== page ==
Last week we talked about how it felt like deja vu as the S&P 500 (SPY) embarked on its third bear market rally of the year. Well, today it feels even more so as the market is quickly returning these hard-won gains. The market is down 4% from yesterday’s short spurt, when the FOMC appeared to approve a slowdown in the pace of gains. But these hopes were crushed at the press conference when FOMC Chairman Powell opposed the idea and stuck to his aggressive tendencies. He even said the final rate could go much higher, which was the catalyst behind the sell-off. In today’s commentary, I would like to break off the Fed meeting and then discuss why it is a bearish trend for the market and a confirmation of our bear market thesis. Read on below for more information….
(Enjoy this updated version of my weekly commentary originally published on November 3)rd2022 in the Newsletter POWR Shares Under $10).
For the past week, the S&P 500 (SPY) fell by 2%. And it’s a brutal end to the bear market rally. In fact, it’s more obvious when we look at the Nasdaq 100, where 2 of the market’s generals were slaughtered and destroyed – GOOGL and META.
The index has already returned about 75% of its bear market rally gains. In contrast, losses for the Russell 2000 and S&P 500 are much more moderate.
This is a sequel to a theme we discussed last week – the ‘stock market’ holds up much better than the stock market.
And it shouldn’t be too surprising given the rise in long-term interest rates, which is more of a headwind for large- and mega-cap stocks.
The rate hike could ease if the market (or the Fed) sees some weakness in inflation data or the economy. That does not seem to be the case, although tomorrow we will hear more about the state of the labor market.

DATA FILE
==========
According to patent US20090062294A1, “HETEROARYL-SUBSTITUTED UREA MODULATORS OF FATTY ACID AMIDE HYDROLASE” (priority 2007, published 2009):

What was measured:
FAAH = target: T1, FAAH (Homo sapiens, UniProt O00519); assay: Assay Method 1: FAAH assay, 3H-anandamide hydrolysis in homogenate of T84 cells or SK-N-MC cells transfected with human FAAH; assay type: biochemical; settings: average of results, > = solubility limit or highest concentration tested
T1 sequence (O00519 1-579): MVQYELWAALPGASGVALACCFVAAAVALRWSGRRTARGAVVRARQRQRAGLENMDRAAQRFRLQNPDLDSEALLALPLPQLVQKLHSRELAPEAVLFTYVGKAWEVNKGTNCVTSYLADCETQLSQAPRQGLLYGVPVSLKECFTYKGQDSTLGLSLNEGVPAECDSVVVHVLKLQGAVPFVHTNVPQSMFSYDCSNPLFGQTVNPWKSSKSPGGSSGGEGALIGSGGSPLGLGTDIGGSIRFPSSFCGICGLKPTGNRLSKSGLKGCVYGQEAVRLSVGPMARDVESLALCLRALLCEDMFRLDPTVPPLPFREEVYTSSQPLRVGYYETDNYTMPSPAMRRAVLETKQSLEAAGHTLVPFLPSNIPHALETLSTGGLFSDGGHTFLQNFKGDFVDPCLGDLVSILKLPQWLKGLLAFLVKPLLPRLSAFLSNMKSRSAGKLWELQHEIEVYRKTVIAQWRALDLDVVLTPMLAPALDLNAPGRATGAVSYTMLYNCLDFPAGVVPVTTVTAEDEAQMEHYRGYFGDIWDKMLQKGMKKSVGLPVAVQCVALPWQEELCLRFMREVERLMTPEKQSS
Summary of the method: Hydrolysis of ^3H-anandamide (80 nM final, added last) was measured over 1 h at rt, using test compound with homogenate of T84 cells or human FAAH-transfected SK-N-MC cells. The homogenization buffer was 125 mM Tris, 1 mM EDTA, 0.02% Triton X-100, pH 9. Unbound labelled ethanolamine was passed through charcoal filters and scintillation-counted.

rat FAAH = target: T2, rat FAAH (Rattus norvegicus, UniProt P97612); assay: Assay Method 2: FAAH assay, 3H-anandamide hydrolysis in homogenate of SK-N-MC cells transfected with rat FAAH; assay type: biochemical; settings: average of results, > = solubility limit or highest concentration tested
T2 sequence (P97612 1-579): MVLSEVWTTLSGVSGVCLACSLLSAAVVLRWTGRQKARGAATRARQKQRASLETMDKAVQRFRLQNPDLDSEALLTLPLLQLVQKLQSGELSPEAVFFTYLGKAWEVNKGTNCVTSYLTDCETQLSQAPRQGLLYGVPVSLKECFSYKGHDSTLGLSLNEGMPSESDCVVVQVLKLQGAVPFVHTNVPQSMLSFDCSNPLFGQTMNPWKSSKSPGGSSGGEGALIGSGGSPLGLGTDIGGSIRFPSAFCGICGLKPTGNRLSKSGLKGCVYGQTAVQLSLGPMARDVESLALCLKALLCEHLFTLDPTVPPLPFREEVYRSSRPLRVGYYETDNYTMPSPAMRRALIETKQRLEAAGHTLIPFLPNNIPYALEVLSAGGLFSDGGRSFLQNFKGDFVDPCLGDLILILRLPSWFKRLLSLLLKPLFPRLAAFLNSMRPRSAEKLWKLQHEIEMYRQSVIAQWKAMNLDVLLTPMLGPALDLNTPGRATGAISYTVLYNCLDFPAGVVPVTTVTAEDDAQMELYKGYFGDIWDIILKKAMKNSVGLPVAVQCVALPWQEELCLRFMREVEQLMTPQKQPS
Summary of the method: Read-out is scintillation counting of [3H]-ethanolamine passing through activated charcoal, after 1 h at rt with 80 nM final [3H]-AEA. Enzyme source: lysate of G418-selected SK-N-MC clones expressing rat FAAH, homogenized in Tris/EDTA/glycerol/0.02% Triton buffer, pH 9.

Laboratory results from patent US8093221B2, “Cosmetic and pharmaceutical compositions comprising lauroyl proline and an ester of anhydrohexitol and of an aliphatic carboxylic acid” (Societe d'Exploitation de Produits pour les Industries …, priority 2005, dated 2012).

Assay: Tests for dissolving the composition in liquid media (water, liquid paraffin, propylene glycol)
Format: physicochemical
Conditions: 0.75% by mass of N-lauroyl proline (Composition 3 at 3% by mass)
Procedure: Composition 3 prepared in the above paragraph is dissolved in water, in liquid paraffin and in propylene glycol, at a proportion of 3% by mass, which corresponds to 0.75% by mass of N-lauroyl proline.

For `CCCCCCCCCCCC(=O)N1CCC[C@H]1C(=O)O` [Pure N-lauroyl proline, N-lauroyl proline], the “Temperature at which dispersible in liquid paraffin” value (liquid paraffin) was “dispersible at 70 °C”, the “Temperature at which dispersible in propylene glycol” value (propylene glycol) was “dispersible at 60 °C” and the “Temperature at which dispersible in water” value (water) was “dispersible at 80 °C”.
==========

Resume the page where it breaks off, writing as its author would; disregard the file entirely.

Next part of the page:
But so far, there’s been no evidence of a really broad employment weakness (based on unemployment claims), meaning rates will be “higher for longer.”
Why the FOMC was so bearish for the markets
One of the reasons behind the bear market rally was the belief that the Fed was about to “turn around” in terms of slowing the pace of rate hikes and eventually stopping sometime in early 2023.
Well, this is now in doubt, as the stubbornness of inflation and, in particular, core inflation makes it clear that the gains will continue for a meaningful period of time.
Now we are back to the original conditions that made January 2022 so bearish. Rates are rising, while growth is slowing. But growth isn’t slowing down fast enough for the Fed to spin.
So rates will continue to rise until the economy breaks or inflation breaks.
Rising rates are a powerful headwind for the stock market. As we have learned this year, the most bullish scenario is a choppy sideways market taking some nice rallies from oversold conditions.
While the most bearish scenario is that the S&P 500 (SPY) drops lower when we get the combination of rising interest rates and negative news on the earnings or economic front.
Now that this period of bullishness is over, I expect reality to set in in the coming weeks and the market to visit lower levels.
We are back in a neutral environment and are prepared to take more action if the market breaks through key lows, including the October lows of around 3,600.
I would expect cyclical stocks to lead downward, while defensive stocks and sectors would outperform.
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All the best!
Chief Growth Strategist, StockNews
Editor, POWR Shares Under $10 Newsletter
SPY shares traded at $373.35 a share Friday morning, up $2.34 (+0.63%). Year-to-date, the SPY is down -20.48%, versus a % increase in the benchmark S&P 500 index over the same period.
About the author: Jaimini Desai
Jaimini Desai has been a financial writer and reporter for nearly a decade. His goal is to help readers identify risks and opportunities in the markets. He is the Chief Growth Strategist for StockNews.com and the editor of the POWR growth and POWR Shares Below $10 newsletters. Read more about Jaimini’s background, along with links to his most recent articles.